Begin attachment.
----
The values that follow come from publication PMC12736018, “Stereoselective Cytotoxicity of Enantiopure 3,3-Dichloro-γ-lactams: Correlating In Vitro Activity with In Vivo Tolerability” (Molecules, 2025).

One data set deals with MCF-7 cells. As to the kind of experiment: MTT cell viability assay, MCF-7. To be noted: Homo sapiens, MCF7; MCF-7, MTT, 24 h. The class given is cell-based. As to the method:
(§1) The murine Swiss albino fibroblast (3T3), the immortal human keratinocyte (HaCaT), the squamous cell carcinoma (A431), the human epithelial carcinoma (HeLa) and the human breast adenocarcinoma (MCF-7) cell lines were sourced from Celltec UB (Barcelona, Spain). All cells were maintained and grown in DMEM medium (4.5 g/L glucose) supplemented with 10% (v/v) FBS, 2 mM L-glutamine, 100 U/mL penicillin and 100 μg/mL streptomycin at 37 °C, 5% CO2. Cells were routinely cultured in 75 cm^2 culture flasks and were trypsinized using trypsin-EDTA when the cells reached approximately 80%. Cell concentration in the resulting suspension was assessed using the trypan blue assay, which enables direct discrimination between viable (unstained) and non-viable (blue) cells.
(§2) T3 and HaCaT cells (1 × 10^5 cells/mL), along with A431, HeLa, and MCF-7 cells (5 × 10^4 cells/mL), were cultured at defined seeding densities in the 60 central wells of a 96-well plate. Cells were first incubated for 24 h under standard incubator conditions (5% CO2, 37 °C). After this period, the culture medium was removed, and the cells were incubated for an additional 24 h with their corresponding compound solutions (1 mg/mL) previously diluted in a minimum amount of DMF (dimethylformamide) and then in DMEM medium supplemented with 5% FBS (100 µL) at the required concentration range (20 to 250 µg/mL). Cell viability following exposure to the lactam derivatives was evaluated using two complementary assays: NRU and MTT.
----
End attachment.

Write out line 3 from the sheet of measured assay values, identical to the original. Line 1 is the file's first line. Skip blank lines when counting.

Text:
(§1) The murine Swiss albino fibroblast (3T3), the immortal human keratinocyte (HaCaT), the squamous cell carcinoma (A431), the human epithelial carcinoma (HeLa) and the human breast adenocarcinoma (MCF-7) cell lines were sourced from Celltec UB (Barcelona, Spain). All cells were maintained and grown in DMEM medium (4.5 g/L glucose) supplemented with 10% (v/v) FBS, 2 mM L-glutamine, 100 U/mL penicillin and 100 μg/mL streptomycin at 37 °C, 5% CO2. Cells were routinely cultured in 75 cm^2 culture flasks and were trypsinized using trypsin-EDTA when the cells reached approximately 80%. Cell concentration in the resulting suspension was assessed using the trypan blue assay, which enables direct discrimination between viable (unstained) and non-viable (blue) cells.